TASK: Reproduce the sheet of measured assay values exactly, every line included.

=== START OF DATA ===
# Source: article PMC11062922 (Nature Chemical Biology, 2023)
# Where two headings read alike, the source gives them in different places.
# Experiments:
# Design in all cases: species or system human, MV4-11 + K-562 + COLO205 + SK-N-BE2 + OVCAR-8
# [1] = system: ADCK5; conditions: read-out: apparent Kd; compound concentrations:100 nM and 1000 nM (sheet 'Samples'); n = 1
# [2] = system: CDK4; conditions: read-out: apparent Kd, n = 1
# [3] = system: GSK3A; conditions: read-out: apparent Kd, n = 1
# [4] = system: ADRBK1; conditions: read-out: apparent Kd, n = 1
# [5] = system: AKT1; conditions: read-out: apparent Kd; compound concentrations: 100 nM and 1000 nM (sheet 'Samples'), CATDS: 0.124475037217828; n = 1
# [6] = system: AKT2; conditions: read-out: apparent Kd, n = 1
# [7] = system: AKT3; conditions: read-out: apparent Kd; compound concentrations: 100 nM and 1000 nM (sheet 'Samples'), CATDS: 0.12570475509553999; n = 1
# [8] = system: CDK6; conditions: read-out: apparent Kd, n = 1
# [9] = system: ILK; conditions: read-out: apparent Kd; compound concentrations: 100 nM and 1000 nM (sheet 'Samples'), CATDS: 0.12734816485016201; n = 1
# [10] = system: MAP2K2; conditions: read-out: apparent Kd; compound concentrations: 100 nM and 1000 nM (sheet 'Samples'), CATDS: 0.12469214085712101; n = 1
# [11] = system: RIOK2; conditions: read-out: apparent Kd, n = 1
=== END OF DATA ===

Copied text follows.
# Source: article PMC11062922 (Nature Chemical Biology, 2023)
# Where two headings read alike, the source gives them in different places.
# Experiments:
# Design in all cases: species or system human, MV4-11 + K-562 + COLO205 + SK-N-BE2 + OVCAR-8
# [1] = system: ADCK5; conditions: read-out: apparent Kd; compound concentrations:100 nM and 1000 nM (sheet 'Samples'); n = 1
# [2] = system: CDK4; conditions: read-out: apparent Kd, n = 1
# [3] = system: GSK3A; conditions: read-out: apparent Kd, n = 1
# [4] = system: ADRBK1; conditions: read-out: apparent Kd, n = 1
# [5] = system: AKT1; conditions: read-out: apparent Kd; compound concentrations: 100 nM and 1000 nM (sheet 'Samples'), CATDS: 0.124475037217828; n = 1
# [6] = system: AKT2; conditions: read-out: apparent Kd, n = 1
# [7] = system: AKT3; conditions: read-out: apparent Kd; compound concentrations: 100 nM and 1000 nM (sheet 'Samples'), CATDS: 0.12570475509553999; n = 1
# [8] = system: CDK6; conditions: read-out: apparent Kd, n = 1
# [9] = system: ILK; conditions: read-out: apparent Kd; compound concentrations: 100 nM and 1000 nM (sheet 'Samples'), CATDS: 0.12734816485016201; n = 1
# [10] = system: MAP2K2; conditions: read-out: apparent Kd; compound concentrations: 100 nM and 1000 nM (sheet 'Samples'), CATDS: 0.12469214085712101; n = 1
# [11] = system: RIOK2; conditions: read-out: apparent Kd, n = 1